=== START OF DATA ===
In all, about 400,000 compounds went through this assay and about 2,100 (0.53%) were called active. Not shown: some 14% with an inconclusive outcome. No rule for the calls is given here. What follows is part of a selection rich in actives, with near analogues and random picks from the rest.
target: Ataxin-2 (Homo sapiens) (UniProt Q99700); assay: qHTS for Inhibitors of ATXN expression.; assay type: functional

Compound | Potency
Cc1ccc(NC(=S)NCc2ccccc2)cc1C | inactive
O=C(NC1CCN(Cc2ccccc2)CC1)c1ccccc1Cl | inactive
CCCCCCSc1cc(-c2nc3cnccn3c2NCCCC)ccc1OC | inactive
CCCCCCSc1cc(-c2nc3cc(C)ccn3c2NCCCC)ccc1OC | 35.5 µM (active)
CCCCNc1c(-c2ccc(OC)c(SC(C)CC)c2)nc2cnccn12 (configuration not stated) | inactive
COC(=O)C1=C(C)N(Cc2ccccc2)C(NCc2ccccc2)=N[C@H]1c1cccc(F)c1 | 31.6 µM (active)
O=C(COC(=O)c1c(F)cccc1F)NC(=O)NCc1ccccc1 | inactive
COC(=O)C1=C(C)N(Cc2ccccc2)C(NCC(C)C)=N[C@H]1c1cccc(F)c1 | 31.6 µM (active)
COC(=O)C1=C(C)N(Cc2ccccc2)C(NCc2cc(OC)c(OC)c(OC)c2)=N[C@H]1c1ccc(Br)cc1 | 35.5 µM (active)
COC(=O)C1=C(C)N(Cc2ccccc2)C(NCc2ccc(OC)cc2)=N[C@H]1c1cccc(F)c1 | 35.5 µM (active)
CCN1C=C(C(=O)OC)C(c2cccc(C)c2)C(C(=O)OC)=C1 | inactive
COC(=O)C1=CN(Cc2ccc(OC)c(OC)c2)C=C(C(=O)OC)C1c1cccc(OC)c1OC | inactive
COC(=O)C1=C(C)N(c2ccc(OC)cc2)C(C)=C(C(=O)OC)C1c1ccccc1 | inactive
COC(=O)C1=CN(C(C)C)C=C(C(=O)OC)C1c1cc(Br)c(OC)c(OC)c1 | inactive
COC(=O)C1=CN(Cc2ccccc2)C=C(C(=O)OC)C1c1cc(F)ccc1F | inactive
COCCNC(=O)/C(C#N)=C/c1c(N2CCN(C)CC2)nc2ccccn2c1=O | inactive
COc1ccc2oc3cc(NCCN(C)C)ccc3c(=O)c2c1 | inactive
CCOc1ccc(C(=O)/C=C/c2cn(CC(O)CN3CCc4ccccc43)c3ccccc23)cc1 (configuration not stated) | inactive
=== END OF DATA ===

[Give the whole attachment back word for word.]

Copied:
In all, about 400,000 compounds went through this assay and about 2,100 (0.53%) were called active. Not shown: some 14% with an inconclusive outcome. No rule for the calls is given here. What follows is part of a selection rich in actives, with near analogues and random picks from the rest.
target: Ataxin-2 (Homo sapiens) (UniProt Q99700); assay: qHTS for Inhibitors of ATXN expression.; assay type: functional

Compound | Potency
Cc1ccc(NC(=S)NCc2ccccc2)cc1C | inactive
O=C(NC1CCN(Cc2ccccc2)CC1)c1ccccc1Cl | inactive
CCCCCCSc1cc(-c2nc3cnccn3c2NCCCC)ccc1OC | inactive
CCCCCCSc1cc(-c2nc3cc(C)ccn3c2NCCCC)ccc1OC | 35.5 µM (active)
CCCCNc1c(-c2ccc(OC)c(SC(C)CC)c2)nc2cnccn12 (configuration not stated) | inactive
COC(=O)C1=C(C)N(Cc2ccccc2)C(NCc2ccccc2)=N[C@H]1c1cccc(F)c1 | 31.6 µM (active)
O=C(COC(=O)c1c(F)cccc1F)NC(=O)NCc1ccccc1 | inactive
COC(=O)C1=C(C)N(Cc2ccccc2)C(NCC(C)C)=N[C@H]1c1cccc(F)c1 | 31.6 µM (active)
COC(=O)C1=C(C)N(Cc2ccccc2)C(NCc2cc(OC)c(OC)c(OC)c2)=N[C@H]1c1ccc(Br)cc1 | 35.5 µM (active)
COC(=O)C1=C(C)N(Cc2ccccc2)C(NCc2ccc(OC)cc2)=N[C@H]1c1cccc(F)c1 | 35.5 µM (active)
CCN1C=C(C(=O)OC)C(c2cccc(C)c2)C(C(=O)OC)=C1 | inactive
COC(=O)C1=CN(Cc2ccc(OC)c(OC)c2)C=C(C(=O)OC)C1c1cccc(OC)c1OC | inactive
COC(=O)C1=C(C)N(c2ccc(OC)cc2)C(C)=C(C(=O)OC)C1c1ccccc1 | inactive
COC(=O)C1=CN(C(C)C)C=C(C(=O)OC)C1c1cc(Br)c(OC)c(OC)c1 | inactive
COC(=O)C1=CN(Cc2ccccc2)C=C(C(=O)OC)C1c1cc(F)ccc1F | inactive
COCCNC(=O)/C(C#N)=C/c1c(N2CCN(C)CC2)nc2ccccn2c1=O | inactive
COc1ccc2oc3cc(NCCN(C)C)ccc3c(=O)c2c1 | inactive
CCOc1ccc(C(=O)/C=C/c2cn(CC(O)CN3CCc4ccccc43)c3ccccc23)cc1 (configuration not stated) | inactive